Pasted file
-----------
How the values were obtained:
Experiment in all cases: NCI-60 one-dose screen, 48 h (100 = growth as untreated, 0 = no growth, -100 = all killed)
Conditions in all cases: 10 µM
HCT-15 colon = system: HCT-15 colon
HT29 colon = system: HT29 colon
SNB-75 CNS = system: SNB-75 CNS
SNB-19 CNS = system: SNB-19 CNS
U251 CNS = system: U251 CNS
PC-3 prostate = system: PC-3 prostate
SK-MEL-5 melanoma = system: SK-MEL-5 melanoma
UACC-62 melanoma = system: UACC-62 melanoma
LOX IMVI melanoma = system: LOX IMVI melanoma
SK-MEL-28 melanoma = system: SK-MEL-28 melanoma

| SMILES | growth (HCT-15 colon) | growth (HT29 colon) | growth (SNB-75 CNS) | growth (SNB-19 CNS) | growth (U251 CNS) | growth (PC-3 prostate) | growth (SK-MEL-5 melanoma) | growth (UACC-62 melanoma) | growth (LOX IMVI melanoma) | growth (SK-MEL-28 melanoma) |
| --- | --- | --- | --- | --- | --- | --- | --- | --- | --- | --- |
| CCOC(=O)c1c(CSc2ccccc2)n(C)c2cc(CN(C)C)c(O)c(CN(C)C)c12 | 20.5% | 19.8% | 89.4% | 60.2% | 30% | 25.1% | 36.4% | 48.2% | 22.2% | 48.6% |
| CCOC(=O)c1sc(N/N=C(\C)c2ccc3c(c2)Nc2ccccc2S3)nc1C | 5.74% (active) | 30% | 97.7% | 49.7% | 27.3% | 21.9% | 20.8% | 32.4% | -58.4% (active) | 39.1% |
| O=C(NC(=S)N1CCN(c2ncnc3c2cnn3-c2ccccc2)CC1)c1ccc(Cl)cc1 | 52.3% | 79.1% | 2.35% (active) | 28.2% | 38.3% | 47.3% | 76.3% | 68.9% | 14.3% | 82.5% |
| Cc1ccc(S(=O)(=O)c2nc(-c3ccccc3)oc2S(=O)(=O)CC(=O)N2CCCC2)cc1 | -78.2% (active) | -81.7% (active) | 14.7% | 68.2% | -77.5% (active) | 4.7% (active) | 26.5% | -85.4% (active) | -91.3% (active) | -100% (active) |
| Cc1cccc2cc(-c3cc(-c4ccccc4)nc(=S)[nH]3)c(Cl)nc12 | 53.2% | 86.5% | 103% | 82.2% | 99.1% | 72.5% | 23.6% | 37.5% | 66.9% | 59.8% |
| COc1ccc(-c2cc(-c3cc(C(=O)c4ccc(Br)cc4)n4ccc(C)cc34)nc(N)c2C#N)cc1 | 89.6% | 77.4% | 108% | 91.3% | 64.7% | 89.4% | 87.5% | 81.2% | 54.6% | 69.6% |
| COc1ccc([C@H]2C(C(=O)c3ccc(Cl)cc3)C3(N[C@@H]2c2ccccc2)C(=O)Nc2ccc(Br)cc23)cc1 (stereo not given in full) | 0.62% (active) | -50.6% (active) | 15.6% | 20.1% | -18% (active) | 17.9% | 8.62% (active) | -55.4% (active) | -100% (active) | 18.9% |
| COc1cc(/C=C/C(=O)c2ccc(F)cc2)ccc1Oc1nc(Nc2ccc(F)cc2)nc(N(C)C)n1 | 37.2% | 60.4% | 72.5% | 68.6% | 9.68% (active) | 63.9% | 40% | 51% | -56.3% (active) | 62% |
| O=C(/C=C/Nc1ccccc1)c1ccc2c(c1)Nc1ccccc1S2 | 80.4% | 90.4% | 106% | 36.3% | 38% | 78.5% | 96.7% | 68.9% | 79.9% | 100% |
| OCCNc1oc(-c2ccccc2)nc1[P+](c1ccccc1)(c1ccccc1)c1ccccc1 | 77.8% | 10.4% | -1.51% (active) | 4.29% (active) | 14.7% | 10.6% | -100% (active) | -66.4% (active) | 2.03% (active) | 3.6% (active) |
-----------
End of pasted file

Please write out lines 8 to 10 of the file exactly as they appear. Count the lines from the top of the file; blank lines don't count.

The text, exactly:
U251 CNS = system: U251 CNS
PC-3 prostate = system: PC-3 prostate
SK-MEL-5 melanoma = system: SK-MEL-5 melanoma